By Carlo Versano

Special Counsel Robert Mueller found "numerous" contacts between the Trump campaign and Russian figures, but according to Mueller's newly released 400-page report, investigators found no evidence that President Trump's 2016 campaign and the Russians coordinated efforts.

The report also concluded that the Trump campaign expected to benefit during the election from Russian hacking and efforts to spread damaging information about opponent Hillary Clinton. But it determined that the links between people with ties to the Russian government and people associated with the Trump campaign did not amount to evidence of criminal activity.

The dense report, released in a non-searchable PDF on the Justice Department's website just after 11 a.m. ET Thursday, shows that Mueller and his team had a more difficult time determining whether the president obstructed justice. The report details at least 10 instances in which Trump attempted to interfere with the investigation. Mueller said that Trump was "mostly unsuccessful" in those attempts.

Some of those "episodes" amounted to "targeted efforts to control" the probe, such as Trump's firing of James Comey, the former FBI director. But those instances were determined to be within the bounds of the president's wide constitutional authority, according to the report.

Still, "it paints the president in a very unflattering light," said Amber Phillips, a reporter for the Washington Post who spoke to Cheddar Thursday.

"Arguably, [it shows] a president that does not respect the rule of law," she said.

For his part, President Trump stuck to his talking points today. At a White House event for the Wounded Warrior Project, a veterans support group, Trump said, "I'm having a good day," adding: “It was called no collusion, no obstruction. And never was, by the way, and there never will be.”

Democrats, however, saw clear evidence of obstruction in Mueller's report. House Judiciary Committee Chairman Jerrold Nadler said at a news conference that lawmakers “have to get to the bottom of what happened" and that impeachment might be one avenue to do that.

Nadler also said that he had asked Mueller to appear before the Judiciary Committee to testify on his findings.

Despite recent statements by President Trump that the Mueller report amounted to "total exoneration," the report indicated just the opposite, at least when came to the obstruction question. Using something of a double negative, the report said that "if we had confidence...that the president clearly did not commit obstruction of justice, we would so state."

It further added that investigators could not explicitly declare that Trump didn't obstruct justice: "While this report does not conclude that the President committed a crime, it does not exonerate him."

In one passage, the president responded angrily to the news that Rod Rosenstein, then the acting attorney general, had appointed the special counsel in the first place: "Oh my God. This is terrible. This is the end of my Presidency. I'm f---ed,'' Trump reportedly said.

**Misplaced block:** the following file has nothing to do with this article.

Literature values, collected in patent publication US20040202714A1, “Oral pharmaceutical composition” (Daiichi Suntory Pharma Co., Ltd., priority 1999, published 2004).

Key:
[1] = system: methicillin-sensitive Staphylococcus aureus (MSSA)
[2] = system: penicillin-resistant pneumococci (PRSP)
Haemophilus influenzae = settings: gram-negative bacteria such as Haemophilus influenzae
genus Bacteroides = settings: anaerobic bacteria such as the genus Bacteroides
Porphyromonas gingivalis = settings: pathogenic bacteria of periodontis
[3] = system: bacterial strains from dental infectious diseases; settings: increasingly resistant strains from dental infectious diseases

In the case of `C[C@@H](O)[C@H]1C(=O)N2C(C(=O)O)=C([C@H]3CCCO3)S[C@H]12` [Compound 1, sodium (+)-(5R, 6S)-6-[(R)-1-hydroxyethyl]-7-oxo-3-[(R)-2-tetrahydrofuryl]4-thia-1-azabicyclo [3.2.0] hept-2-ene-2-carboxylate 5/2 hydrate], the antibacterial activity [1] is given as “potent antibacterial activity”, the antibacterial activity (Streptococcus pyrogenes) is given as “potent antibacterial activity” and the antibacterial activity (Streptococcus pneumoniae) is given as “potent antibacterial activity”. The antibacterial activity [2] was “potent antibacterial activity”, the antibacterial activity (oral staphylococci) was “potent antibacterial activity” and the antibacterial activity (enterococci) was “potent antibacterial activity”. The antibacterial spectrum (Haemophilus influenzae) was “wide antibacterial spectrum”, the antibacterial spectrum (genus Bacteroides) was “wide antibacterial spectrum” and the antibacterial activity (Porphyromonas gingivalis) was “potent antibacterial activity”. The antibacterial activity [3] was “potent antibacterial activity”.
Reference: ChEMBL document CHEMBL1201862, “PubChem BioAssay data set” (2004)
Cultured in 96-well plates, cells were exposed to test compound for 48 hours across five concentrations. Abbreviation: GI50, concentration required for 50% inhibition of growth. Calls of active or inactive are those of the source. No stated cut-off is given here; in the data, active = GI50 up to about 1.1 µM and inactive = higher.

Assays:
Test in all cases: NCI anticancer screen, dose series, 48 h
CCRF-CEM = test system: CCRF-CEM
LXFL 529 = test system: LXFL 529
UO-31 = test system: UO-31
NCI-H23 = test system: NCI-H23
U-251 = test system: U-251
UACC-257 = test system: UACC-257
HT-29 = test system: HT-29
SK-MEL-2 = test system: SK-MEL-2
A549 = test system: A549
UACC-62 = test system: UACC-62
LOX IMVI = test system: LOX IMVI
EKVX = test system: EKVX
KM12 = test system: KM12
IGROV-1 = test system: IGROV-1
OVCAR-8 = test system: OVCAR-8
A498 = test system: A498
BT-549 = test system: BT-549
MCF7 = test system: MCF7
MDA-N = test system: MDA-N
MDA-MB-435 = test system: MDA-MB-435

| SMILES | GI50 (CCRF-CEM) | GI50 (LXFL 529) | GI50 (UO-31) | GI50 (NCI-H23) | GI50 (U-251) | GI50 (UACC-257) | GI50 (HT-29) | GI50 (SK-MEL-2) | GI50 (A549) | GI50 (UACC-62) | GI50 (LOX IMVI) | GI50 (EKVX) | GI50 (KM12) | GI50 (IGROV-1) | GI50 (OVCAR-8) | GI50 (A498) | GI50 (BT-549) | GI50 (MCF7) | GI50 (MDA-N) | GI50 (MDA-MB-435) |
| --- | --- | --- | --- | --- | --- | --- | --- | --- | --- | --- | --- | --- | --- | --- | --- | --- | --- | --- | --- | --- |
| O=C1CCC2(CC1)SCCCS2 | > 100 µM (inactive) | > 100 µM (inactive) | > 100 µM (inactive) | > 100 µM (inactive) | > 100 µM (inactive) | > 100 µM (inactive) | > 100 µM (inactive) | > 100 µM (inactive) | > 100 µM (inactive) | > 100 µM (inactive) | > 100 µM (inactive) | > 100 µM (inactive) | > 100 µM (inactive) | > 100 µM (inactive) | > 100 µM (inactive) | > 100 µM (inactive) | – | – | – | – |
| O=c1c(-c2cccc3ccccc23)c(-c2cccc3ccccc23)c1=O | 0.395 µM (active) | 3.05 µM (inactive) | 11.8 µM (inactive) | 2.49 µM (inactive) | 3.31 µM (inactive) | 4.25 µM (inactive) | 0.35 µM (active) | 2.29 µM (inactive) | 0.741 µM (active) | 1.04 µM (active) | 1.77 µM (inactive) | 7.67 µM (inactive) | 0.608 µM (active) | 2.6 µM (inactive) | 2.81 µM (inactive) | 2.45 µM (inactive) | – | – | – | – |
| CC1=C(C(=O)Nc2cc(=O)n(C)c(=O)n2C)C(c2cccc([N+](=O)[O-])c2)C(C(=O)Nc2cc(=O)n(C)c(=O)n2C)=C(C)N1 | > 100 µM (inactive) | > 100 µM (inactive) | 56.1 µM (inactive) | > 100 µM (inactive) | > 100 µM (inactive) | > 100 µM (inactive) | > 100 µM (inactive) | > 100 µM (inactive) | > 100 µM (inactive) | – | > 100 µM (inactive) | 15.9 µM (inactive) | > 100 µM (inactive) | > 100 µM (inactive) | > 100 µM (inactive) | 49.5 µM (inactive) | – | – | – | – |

The report also detailed in exhaustive fashion efforts that Trump made to shut down or impede the Mueller investigation. It described an episode on June 17, 2017, when Trump called White House Counsel Don McGahn at home to direct McGahn to have the Special Counsel removed. According to the report, McGahn told Trump that he would "see what he could do." But never intended to act on the request.

Beyond the McGahn encounter, the report cited numerous other instances when Trump tried to influence the Mueller investigation. But those efforts failed, the report said, "largely because the persons who surrounded the President declined to carry out orders or accede to his requests."

One of the efforts that Trump made to influence the investigation into Russian interference came even before Mueller was name as special counsel. That was when Trump met with then-F.B.I. Director Jim Comey in the spring of 2017. Trump had recently fired his National Security Adviser Michael Flynn, whose contacts with Russian officials during the transition raised suspicions of collusions between Russia and those in Trump's orbit.

According to Comey, Trump said during their meeting: “I hope you can see your way clear to letting this go, to letting Flynn go. He is a good guy. I hope you can let this go.” Trump has long denied making such a remark, but the Mueller report backs up his account.

Mueller chose not to subpoena Trump for an in-person interview, believing that it would prompt a legal fight with the White House and delay the investigation even though the report states that Trump's written answers to Mueller's questions were "inadequate."

That stands in contrast to the picture painted by Attorney General William Barr, who pre-empted the report's release with an extraordinary press conference in which he said the White House "fully cooperated" with the probe.

The report itself reveals a more nuanced view of the obstruction question, illustrating examples of the president attempting to wrest control of the investigation. At one point, Trump called his former lawyer Don McGahn at home and ordered him to fire Mueller. McGahn refused, and resigned last October.